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Thoracic Surgery

Thoracic Surgery

Thoracic surgery is the repair of organs located in the thorax, or chest. The thoracic cavity lies between the neck and thediaphragm, and contains the heart and lungs (cardiopulmonary system), the esophagus, trachea, pleura, mediastinum,chest wall, and diaphragm.

Lobectomy and Pneumonectomy


A surgical procedure in which an entire lung is removed. A pneumonectomy is most often done for cancer of the lung that cannot be treated by removal of a smaller portion of the lung or in old tuberculosis, bronchiectasis when disease has destroyed major portion of lung. A pneumonectomy is an open chest technique (thoracotomy).


Also called a pulmonary lobectomy, it is a common surgical procedure that removes one lobe of the lung that contains tuberculosis associated bleeding cavity, aspergilloma , bronchiectasis or cancer which is localized. Removal of two lobes is called lobectomy.

Sleeve Lobectomy

A surgical procedure that removes a cancerous lobe of the lung along with part of the bronchus (air passage) that attaches to it. The remaining lobe(s) is then reconnected to the remaining segment of the bronchus. This procedure preserves part of a lung,

Wedge Resection

A wedge resection is a surgical procedure during which the surgeon removes a small, wedge-shaped portion of the lung containing the cancerous cells along with healthy tissue that surrounds the area. The surgery is performed to remove a small tumor or to diagnose lung cancer. Also when interstitial lung disease or Connective tissue disorder requires lung biopsy. A wedge resection can be performed by minimally-invasive video-assisted thoracoscopic surgery (VATS) or a thoracotomy (open chest surgery).

Segment Reaction (Segmentectomy)

A segment resection removes a larger portion of the lung lobe than a wedge resection, but does not remove the whole lobe.

Reasons for the procedure

A lobectomy may be performed when a lung abnormality or condition has been identified that requires surgical removal. A lobe may be removed to avoid spread of the disease-causing pathogen to the other lobes, as with tuberculosis or certain cancerous lung tumors.

Conditions of the chest and lungs for which a lobectomy may be performed include, but are not limited to, the following:-

  • Tuberculosis (TB). A chronic bacterial infection that usually infects the lungs, although other organs may be involved. TB is primarily an airborne disease (spread by air droplets from infected people when they cough or sneeze).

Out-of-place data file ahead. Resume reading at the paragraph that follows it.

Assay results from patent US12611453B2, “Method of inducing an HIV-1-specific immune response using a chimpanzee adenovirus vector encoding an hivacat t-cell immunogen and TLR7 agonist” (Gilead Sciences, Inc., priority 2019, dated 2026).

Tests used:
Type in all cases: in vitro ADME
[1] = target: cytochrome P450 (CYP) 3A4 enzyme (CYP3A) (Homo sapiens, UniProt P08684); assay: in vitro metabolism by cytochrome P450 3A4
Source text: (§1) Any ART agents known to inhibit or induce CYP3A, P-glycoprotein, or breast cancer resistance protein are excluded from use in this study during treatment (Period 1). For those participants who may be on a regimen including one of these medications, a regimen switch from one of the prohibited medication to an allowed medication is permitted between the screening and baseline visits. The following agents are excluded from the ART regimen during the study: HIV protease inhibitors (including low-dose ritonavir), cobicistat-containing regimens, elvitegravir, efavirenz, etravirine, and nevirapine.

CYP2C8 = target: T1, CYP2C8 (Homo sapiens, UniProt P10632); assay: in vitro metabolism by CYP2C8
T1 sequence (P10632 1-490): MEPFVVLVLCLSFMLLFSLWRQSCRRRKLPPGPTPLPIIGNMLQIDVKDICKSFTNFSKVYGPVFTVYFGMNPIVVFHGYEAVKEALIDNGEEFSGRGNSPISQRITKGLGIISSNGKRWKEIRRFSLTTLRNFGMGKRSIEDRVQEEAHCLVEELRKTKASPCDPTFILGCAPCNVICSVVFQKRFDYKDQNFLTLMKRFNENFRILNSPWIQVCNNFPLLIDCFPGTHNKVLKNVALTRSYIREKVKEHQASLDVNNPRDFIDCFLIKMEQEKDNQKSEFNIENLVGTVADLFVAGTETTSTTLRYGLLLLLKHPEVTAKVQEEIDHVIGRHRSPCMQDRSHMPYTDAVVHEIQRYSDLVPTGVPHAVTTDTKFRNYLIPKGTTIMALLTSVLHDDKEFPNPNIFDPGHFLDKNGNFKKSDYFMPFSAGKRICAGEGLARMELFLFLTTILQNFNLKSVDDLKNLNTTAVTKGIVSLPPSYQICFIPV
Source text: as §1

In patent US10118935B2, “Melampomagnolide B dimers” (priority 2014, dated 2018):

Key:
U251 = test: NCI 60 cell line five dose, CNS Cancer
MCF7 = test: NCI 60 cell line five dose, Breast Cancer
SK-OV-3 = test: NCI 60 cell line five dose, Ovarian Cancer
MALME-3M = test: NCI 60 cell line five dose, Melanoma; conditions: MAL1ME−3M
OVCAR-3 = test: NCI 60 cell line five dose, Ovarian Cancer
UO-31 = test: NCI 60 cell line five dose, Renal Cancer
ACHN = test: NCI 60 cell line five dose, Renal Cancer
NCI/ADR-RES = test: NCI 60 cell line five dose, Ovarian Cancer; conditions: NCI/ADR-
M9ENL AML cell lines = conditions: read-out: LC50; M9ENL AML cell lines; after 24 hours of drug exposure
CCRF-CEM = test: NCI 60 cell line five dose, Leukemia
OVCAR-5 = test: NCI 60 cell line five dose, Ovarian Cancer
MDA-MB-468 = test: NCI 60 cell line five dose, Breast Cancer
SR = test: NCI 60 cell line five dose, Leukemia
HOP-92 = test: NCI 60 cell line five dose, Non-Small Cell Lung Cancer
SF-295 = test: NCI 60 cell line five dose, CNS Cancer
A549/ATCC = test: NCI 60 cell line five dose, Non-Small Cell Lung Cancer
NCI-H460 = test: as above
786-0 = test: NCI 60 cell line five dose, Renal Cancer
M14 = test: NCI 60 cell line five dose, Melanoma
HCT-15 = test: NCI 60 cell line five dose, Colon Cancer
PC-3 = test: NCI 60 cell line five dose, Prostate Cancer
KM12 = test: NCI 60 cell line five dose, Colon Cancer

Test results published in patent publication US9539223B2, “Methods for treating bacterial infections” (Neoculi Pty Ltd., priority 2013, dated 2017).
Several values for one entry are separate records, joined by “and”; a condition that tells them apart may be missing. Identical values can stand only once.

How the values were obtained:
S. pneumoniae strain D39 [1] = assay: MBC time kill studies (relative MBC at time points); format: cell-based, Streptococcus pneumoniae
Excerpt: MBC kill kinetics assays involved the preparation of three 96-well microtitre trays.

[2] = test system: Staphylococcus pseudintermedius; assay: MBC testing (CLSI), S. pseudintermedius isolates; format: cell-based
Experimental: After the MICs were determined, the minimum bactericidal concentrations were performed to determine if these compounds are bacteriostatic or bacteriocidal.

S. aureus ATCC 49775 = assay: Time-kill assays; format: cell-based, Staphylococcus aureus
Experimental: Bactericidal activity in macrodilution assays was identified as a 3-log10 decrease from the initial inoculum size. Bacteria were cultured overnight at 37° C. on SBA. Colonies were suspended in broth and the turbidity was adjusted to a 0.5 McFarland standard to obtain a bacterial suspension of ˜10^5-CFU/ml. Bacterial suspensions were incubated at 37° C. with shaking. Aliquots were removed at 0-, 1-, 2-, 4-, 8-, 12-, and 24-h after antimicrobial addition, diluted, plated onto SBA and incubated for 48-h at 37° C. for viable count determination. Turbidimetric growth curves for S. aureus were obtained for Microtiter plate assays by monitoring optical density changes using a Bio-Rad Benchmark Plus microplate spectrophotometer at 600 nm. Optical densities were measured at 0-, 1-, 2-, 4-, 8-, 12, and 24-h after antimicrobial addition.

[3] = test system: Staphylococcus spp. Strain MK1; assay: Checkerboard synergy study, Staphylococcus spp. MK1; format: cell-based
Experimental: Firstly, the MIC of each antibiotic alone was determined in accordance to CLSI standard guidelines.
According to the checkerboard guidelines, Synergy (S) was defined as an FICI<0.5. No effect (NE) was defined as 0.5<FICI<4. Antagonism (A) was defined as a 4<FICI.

• Lung abscess. A localized collection of pus that may form in the lung. If the abscess does not resolve with antibiotic therapy, it may “wall off” so that it does not infect the rest of the body.
  • Emphysema. A chronic illness that results from the chemical breakdown of the elastic fibers in the lungs, interfering with expansion and contraction of the lungs.
  • Benign tumor. A noncancerous mass that can press on major blood vessels and affect the function of other organs.
    Lung cancer. A group of cancers that may affect the bronchi, one or more lobes of the lungs, the pleural lining, and/or other lung tissue.
  • Fungal infections. Fungi are a group of organisms that, although rare, may cause infections in various parts of the body. Fungal infections can be difficult to diagnose and treat.

There may be other reasons for your doctor to recommend a lobectomy.

Risks of the procedure

As with any surgical procedure, complications may occur. Some possible complications include, but are not limited to, the following:

Infection Tension pneumothorax occurs when air becomes trapped in the pleural space (the air between the lung and the chest wall), causing the lung to collapse.
Bronchopleural fistula is a tube-like opening between the bronchus and pleural space causing leakage of air or fluid into the surgical area.
There may be other risks depending on your specific medical condition. Be sure to discuss any concerns with your doctor prior to the procedureSurgery: The operation is done under a general anaesthetic and takes between one and three hours. It is routine practice to check the airway for any abnormality. This is done by putting a bronchoscope (surgical telescope) into your windpipe via your mouth. You will then be positioned on your side with your arm above your head. The surgeon will make a cut starting under your shoulder blade, along the line of the rib. The ribs are separated from each other to gain access to the organs within. Occasionally ribs may be broken during this procedure.